Behold a new report: 'Healthcare Quality Indicators in the Irish Health Sytem', produced by the Department of Health.

The purpose of the report was to 'propose and examine a number of key quality indicators derived from existing (mostly confidential to date) Hospital Inpatient Enquiry (HIPE) data in order to assess there feasibility of monitoring quality of care and measuring health service performance'.

In other words, the Chief Medical Officer's office, which compiled the report, was trying to get a handle on quality and safety standards by measuring post-admission death rates in acute hospitals around the country for certain conditions. In doing so, it aimed, insofar as it was possible, to detect clinical results which were outside accepted norms and act upon any issues involved in the provision of care in order to prevent further patient harm.

The report, in its introduction, says: "monitoring the performance of health services in meeting their objectives is important in supporting and strengthening accountability and in improving the quality and safety of the services."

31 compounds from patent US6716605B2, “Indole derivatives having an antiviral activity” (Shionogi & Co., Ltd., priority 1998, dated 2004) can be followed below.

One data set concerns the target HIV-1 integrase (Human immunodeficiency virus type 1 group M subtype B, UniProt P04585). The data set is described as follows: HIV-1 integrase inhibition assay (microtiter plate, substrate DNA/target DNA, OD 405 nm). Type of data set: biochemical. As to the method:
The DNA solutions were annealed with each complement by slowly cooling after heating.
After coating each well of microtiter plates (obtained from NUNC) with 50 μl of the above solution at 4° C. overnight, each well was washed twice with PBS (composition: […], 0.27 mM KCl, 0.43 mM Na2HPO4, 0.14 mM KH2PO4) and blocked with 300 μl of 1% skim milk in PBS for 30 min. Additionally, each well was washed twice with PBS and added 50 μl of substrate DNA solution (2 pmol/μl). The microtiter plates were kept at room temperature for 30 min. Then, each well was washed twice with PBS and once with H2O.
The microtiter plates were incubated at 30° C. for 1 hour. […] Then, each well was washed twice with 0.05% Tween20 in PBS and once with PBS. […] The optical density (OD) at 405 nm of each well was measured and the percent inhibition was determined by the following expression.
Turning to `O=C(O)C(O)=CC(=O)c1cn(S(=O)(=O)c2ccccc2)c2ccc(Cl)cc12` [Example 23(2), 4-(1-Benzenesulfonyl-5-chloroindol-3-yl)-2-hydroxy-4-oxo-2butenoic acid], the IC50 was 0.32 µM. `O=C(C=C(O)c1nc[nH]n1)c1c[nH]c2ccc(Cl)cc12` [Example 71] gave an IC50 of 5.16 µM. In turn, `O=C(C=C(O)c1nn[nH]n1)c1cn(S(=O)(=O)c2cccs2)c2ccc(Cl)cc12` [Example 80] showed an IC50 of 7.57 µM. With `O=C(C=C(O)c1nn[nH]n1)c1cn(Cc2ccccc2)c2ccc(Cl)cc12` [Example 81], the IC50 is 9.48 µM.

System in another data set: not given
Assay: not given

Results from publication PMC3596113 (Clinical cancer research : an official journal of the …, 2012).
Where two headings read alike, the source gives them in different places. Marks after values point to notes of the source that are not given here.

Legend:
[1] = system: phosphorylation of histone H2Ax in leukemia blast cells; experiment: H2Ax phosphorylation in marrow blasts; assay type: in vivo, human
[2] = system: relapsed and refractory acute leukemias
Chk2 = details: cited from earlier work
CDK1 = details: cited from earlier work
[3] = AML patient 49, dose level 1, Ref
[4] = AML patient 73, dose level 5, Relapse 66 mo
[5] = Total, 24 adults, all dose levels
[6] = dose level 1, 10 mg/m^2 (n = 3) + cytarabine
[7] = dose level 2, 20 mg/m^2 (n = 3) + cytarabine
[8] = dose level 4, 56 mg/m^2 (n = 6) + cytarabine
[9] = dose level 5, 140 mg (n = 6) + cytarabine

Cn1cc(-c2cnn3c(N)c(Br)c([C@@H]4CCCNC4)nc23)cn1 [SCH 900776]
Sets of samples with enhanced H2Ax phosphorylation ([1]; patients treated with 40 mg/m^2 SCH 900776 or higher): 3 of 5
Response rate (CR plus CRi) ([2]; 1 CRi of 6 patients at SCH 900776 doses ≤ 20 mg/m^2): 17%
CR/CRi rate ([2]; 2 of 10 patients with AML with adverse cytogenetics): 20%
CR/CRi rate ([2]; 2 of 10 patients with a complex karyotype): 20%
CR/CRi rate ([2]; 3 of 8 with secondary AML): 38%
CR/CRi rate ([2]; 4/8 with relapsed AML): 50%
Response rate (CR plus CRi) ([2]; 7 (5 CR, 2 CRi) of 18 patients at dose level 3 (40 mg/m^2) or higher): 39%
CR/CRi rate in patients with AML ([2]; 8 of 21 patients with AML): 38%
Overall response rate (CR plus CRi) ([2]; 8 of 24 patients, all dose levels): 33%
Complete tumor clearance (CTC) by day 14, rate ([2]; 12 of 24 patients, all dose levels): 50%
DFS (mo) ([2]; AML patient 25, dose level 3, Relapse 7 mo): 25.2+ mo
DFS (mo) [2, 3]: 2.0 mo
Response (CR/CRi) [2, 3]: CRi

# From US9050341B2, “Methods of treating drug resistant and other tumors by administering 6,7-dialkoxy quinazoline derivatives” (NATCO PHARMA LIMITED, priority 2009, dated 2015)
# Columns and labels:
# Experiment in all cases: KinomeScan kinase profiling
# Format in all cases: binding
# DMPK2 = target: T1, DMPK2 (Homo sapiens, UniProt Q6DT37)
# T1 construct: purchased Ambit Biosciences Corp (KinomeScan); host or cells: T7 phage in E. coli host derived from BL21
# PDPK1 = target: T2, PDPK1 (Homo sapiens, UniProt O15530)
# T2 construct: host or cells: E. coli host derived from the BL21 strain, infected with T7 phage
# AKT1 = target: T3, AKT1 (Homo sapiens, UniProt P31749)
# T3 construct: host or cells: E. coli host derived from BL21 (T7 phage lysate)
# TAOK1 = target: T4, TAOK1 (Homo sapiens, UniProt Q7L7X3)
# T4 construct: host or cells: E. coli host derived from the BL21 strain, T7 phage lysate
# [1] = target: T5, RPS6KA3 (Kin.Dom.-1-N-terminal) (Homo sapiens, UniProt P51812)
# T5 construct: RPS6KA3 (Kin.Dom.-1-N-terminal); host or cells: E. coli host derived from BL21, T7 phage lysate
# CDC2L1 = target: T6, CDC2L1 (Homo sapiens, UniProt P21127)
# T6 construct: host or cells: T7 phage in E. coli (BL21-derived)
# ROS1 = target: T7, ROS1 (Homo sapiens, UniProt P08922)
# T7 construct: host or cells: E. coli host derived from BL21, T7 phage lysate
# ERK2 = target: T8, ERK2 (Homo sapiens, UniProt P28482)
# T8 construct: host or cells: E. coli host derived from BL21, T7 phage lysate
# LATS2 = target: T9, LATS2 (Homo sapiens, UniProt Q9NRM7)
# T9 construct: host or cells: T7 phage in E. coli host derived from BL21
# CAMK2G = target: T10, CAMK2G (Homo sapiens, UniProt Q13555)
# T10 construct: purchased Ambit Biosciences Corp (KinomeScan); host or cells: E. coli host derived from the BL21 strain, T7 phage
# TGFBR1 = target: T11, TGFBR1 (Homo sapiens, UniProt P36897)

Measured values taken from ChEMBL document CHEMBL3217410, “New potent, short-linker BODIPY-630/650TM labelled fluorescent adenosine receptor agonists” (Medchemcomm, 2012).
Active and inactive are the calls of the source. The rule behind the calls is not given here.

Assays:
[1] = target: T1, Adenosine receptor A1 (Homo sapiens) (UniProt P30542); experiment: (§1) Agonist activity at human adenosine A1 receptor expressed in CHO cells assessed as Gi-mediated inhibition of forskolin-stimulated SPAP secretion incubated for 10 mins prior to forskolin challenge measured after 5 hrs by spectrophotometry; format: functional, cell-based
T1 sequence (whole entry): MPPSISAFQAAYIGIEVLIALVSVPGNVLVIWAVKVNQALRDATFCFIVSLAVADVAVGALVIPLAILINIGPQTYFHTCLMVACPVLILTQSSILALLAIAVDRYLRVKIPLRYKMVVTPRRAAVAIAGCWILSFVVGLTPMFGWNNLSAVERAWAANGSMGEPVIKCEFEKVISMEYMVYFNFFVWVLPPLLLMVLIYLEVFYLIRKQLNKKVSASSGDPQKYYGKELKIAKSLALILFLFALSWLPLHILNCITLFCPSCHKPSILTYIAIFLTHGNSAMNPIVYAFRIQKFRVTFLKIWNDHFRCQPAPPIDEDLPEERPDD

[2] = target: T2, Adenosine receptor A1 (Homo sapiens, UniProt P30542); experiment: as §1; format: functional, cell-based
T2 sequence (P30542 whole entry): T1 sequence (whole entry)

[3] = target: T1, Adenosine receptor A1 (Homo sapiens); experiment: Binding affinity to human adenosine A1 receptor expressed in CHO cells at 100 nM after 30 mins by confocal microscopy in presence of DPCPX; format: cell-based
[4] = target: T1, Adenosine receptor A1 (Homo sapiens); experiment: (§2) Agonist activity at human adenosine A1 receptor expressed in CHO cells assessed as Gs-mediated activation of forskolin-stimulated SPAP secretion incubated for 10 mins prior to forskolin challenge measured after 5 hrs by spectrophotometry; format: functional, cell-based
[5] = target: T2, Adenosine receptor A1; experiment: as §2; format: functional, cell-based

"Information, including performance indicators, can be used to monitor and evaluate the effectiveness and safety of services, to identify areas of performance which may require further exploration and action, and to inform decisions about the planning, design and delivery of services."

The findings of the report, however, do not live up the the hype (if you'll pardon the obscure pun) of the introduction.

While the report is welcome as a first step on what is going to be a long road towards proper accountability and transparency on quality and safety in hospital care, it actually doesn't tell us very much.

It doesn't even name individual hospitals in publishing mortality rates, although the Department has promised that hospitals will be named in future reports of this type.